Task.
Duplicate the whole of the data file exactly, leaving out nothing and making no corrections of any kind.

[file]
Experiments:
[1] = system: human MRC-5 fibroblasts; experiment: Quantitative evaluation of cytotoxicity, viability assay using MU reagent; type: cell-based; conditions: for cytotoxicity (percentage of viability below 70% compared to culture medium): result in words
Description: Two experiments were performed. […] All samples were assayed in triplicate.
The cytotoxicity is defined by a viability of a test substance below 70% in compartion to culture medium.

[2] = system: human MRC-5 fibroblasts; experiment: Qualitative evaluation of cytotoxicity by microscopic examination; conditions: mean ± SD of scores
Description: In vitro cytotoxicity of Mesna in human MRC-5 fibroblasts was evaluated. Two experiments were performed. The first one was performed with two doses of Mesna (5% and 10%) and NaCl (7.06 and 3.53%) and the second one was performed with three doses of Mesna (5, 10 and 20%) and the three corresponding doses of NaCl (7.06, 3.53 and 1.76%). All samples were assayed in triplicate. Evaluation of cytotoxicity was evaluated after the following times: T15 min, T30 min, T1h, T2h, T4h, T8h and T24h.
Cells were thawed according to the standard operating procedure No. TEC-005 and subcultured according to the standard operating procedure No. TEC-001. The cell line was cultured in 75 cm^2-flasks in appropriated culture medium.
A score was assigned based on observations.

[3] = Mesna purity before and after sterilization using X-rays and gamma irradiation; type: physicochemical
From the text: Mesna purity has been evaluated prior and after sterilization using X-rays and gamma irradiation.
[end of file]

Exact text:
Experiments:
[1] = system: human MRC-5 fibroblasts; experiment: Quantitative evaluation of cytotoxicity, viability assay using MU reagent; type: cell-based; conditions: for cytotoxicity (percentage of viability below 70% compared to culture medium): result in words
Description: Two experiments were performed. […] All samples were assayed in triplicate.
The cytotoxicity is defined by a viability of a test substance below 70% in compartion to culture medium.

[2] = system: human MRC-5 fibroblasts; experiment: Qualitative evaluation of cytotoxicity by microscopic examination; conditions: mean ± SD of scores
Description: In vitro cytotoxicity of Mesna in human MRC-5 fibroblasts was evaluated. Two experiments were performed. The first one was performed with two doses of Mesna (5% and 10%) and NaCl (7.06 and 3.53%) and the second one was performed with three doses of Mesna (5, 10 and 20%) and the three corresponding doses of NaCl (7.06, 3.53 and 1.76%). All samples were assayed in triplicate. Evaluation of cytotoxicity was evaluated after the following times: T15 min, T30 min, T1h, T2h, T4h, T8h and T24h.
Cells were thawed according to the standard operating procedure No. TEC-005 and subcultured according to the standard operating procedure No. TEC-001. The cell line was cultured in 75 cm^2-flasks in appropriated culture medium.
A score was assigned based on observations.

[3] = Mesna purity before and after sterilization using X-rays and gamma irradiation; type: physicochemical
From the text: Mesna purity has been evaluated prior and after sterilization using X-rays and gamma irradiation.